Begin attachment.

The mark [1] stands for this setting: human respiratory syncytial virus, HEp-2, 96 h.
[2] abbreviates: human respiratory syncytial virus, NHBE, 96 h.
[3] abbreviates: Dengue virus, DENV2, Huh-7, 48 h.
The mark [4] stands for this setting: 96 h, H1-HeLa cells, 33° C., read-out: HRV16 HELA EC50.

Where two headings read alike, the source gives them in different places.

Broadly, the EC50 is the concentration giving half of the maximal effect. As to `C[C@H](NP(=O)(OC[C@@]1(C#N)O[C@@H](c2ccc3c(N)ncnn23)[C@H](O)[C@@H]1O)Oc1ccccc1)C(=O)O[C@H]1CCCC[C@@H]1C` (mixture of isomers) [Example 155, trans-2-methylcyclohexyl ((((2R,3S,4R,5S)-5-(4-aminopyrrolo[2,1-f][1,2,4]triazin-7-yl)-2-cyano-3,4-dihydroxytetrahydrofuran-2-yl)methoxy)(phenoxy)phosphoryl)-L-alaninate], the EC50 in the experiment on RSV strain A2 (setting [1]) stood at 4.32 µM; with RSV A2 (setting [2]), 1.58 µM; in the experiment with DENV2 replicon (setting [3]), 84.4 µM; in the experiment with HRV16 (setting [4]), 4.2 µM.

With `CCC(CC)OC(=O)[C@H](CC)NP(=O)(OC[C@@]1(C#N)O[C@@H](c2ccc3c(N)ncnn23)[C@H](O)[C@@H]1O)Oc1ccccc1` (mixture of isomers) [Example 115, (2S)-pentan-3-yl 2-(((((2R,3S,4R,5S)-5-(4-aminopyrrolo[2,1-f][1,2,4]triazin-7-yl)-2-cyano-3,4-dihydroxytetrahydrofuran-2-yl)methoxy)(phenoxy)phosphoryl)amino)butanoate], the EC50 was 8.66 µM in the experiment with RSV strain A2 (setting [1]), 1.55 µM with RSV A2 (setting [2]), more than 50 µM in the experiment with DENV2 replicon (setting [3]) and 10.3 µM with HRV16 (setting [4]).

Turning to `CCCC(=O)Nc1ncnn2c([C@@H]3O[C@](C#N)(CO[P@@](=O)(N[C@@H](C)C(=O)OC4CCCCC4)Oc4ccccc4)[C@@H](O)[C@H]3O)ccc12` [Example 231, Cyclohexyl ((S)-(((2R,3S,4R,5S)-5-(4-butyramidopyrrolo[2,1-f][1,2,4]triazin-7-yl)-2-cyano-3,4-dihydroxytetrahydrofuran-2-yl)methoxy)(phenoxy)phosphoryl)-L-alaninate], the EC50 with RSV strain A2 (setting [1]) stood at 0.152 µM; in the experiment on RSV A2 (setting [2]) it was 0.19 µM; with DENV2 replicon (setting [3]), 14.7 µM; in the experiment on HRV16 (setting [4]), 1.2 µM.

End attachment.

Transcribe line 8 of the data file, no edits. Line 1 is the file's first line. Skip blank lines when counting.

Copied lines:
Turning to `CCCC(=O)Nc1ncnn2c([C@@H]3O[C@](C#N)(CO[P@@](=O)(N[C@@H](C)C(=O)OC4CCCCC4)Oc4ccccc4)[C@@H](O)[C@H]3O)ccc12` [Example 231, Cyclohexyl ((S)-(((2R,3S,4R,5S)-5-(4-butyramidopyrrolo[2,1-f][1,2,4]triazin-7-yl)-2-cyano-3,4-dihydroxytetrahydrofuran-2-yl)methoxy)(phenoxy)phosphoryl)-L-alaninate], the EC50 with RSV strain A2 (setting [1]) stood at 0.152 µM; in the experiment on RSV A2 (setting [2]) it was 0.19 µM; with DENV2 replicon (setting [3]), 14.7 µM; in the experiment on HRV16 (setting [4]), 1.2 µM.